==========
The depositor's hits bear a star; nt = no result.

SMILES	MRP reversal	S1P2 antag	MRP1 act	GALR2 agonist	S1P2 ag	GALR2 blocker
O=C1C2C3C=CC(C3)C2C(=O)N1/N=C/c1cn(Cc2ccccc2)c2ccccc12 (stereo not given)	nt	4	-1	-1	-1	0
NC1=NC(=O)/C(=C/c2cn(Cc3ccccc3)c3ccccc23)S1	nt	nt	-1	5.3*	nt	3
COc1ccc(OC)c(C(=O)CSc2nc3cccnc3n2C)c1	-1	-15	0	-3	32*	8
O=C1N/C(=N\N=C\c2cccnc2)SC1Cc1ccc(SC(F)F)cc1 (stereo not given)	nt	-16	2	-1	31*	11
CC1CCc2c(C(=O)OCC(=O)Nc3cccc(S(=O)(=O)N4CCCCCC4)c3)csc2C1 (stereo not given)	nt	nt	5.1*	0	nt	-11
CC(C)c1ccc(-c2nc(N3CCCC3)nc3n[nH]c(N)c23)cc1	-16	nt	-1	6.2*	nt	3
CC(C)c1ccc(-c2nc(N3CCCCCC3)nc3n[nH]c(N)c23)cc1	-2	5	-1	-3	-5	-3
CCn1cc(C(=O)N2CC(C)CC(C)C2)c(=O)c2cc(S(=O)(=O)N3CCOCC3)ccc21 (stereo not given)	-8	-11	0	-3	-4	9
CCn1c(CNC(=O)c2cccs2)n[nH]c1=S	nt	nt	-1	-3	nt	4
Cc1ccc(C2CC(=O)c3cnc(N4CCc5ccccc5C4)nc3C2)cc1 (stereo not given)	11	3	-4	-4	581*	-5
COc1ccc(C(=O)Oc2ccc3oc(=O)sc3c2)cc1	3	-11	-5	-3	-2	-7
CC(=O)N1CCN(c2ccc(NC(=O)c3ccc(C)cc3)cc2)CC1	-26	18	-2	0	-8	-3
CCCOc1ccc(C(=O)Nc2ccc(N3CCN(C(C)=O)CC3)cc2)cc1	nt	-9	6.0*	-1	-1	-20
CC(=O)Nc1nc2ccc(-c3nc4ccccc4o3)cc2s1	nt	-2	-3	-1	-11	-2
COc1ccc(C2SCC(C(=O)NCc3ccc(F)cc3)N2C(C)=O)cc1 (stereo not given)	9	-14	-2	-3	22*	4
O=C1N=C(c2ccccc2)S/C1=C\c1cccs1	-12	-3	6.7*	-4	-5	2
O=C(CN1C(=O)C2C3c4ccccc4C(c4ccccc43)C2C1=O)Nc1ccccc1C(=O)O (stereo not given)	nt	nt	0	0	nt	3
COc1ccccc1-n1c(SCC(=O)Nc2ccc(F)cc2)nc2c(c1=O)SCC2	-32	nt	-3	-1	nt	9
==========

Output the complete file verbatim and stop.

The depositor's hits bear a star; nt = no result.

SMILES	MRP reversal	S1P2 antag	MRP1 act	GALR2 agonist	S1P2 ag	GALR2 blocker
O=C1C2C3C=CC(C3)C2C(=O)N1/N=C/c1cn(Cc2ccccc2)c2ccccc12 (stereo not given)	nt	4	-1	-1	-1	0
NC1=NC(=O)/C(=C/c2cn(Cc3ccccc3)c3ccccc23)S1	nt	nt	-1	5.3*	nt	3
COc1ccc(OC)c(C(=O)CSc2nc3cccnc3n2C)c1	-1	-15	0	-3	32*	8
O=C1N/C(=N\N=C\c2cccnc2)SC1Cc1ccc(SC(F)F)cc1 (stereo not given)	nt	-16	2	-1	31*	11
CC1CCc2c(C(=O)OCC(=O)Nc3cccc(S(=O)(=O)N4CCCCCC4)c3)csc2C1 (stereo not given)	nt	nt	5.1*	0	nt	-11
CC(C)c1ccc(-c2nc(N3CCCC3)nc3n[nH]c(N)c23)cc1	-16	nt	-1	6.2*	nt	3
CC(C)c1ccc(-c2nc(N3CCCCCC3)nc3n[nH]c(N)c23)cc1	-2	5	-1	-3	-5	-3
CCn1cc(C(=O)N2CC(C)CC(C)C2)c(=O)c2cc(S(=O)(=O)N3CCOCC3)ccc21 (stereo not given)	-8	-11	0	-3	-4	9
CCn1c(CNC(=O)c2cccs2)n[nH]c1=S	nt	nt	-1	-3	nt	4
Cc1ccc(C2CC(=O)c3cnc(N4CCc5ccccc5C4)nc3C2)cc1 (stereo not given)	11	3	-4	-4	581*	-5
COc1ccc(C(=O)Oc2ccc3oc(=O)sc3c2)cc1	3	-11	-5	-3	-2	-7
CC(=O)N1CCN(c2ccc(NC(=O)c3ccc(C)cc3)cc2)CC1	-26	18	-2	0	-8	-3
CCCOc1ccc(C(=O)Nc2ccc(N3CCN(C(C)=O)CC3)cc2)cc1	nt	-9	6.0*	-1	-1	-20
CC(=O)Nc1nc2ccc(-c3nc4ccccc4o3)cc2s1	nt	-2	-3	-1	-11	-2
COc1ccc(C2SCC(C(=O)NCc3ccc(F)cc3)N2C(C)=O)cc1 (stereo not given)	9	-14	-2	-3	22*	4
O=C1N=C(c2ccccc2)S/C1=C\c1cccs1	-12	-3	6.7*	-4	-5	2
O=C(CN1C(=O)C2C3c4ccccc4C(c4ccccc43)C2C1=O)Nc1ccccc1C(=O)O (stereo not given)	nt	nt	0	0	nt	3
COc1ccccc1-n1c(SCC(=O)Nc2ccc(F)cc2)nc2c(c1=O)SCC2	-32	nt	-3	-1	nt	9